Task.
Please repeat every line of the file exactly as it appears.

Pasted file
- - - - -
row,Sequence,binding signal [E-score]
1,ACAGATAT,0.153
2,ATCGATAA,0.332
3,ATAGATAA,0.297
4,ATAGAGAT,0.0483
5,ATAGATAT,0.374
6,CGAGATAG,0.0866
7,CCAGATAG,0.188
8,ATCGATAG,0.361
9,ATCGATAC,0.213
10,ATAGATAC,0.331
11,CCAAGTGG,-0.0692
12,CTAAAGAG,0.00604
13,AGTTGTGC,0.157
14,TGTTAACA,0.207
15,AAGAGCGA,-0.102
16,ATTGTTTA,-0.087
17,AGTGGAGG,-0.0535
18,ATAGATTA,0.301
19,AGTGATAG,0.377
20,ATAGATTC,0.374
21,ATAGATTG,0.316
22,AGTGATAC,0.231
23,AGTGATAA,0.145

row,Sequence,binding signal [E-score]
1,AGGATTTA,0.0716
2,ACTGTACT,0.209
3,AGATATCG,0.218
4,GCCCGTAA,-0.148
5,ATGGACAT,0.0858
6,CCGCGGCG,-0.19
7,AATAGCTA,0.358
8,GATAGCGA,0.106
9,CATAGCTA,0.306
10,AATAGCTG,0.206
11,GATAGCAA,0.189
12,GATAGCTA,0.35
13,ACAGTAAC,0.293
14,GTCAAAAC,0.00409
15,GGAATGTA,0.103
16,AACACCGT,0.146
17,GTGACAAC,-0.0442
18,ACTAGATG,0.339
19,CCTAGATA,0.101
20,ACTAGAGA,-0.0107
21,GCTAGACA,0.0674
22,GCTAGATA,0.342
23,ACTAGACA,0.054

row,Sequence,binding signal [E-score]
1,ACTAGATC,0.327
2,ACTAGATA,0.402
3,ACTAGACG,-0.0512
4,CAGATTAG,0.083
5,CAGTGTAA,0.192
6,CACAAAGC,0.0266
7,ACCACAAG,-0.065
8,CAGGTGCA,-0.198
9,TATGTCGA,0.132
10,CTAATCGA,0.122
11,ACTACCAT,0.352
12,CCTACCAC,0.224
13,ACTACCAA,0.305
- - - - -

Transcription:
row,Sequence,binding signal [E-score]
1,ACAGATAT,0.153
2,ATCGATAA,0.332
3,ATAGATAA,0.297
4,ATAGAGAT,0.0483
5,ATAGATAT,0.374
6,CGAGATAG,0.0866
7,CCAGATAG,0.188
8,ATCGATAG,0.361
9,ATCGATAC,0.213
10,ATAGATAC,0.331
11,CCAAGTGG,-0.0692
12,CTAAAGAG,0.00604
13,AGTTGTGC,0.157
14,TGTTAACA,0.207
15,AAGAGCGA,-0.102
16,ATTGTTTA,-0.087
17,AGTGGAGG,-0.0535
18,ATAGATTA,0.301
19,AGTGATAG,0.377
20,ATAGATTC,0.374
21,ATAGATTG,0.316
22,AGTGATAC,0.231
23,AGTGATAA,0.145

row,Sequence,binding signal [E-score]
1,AGGATTTA,0.0716
2,ACTGTACT,0.209
3,AGATATCG,0.218
4,GCCCGTAA,-0.148
5,ATGGACAT,0.0858
6,CCGCGGCG,-0.19
7,AATAGCTA,0.358
8,GATAGCGA,0.106
9,CATAGCTA,0.306
10,AATAGCTG,0.206
11,GATAGCAA,0.189
12,GATAGCTA,0.35
13,ACAGTAAC,0.293
14,GTCAAAAC,0.00409
15,GGAATGTA,0.103
16,AACACCGT,0.146
17,GTGACAAC,-0.0442
18,ACTAGATG,0.339
19,CCTAGATA,0.101
20,ACTAGAGA,-0.0107
21,GCTAGACA,0.0674
22,GCTAGATA,0.342
23,ACTAGACA,0.054

row,Sequence,binding signal [E-score]
1,ACTAGATC,0.327
2,ACTAGATA,0.402
3,ACTAGACG,-0.0512
4,CAGATTAG,0.083
5,CAGTGTAA,0.192
6,CACAAAGC,0.0266
7,ACCACAAG,-0.065
8,CAGGTGCA,-0.198
9,TATGTCGA,0.132
10,CTAATCGA,0.122
11,ACTACCAT,0.352
12,CCTACCAC,0.224
13,ACTACCAA,0.305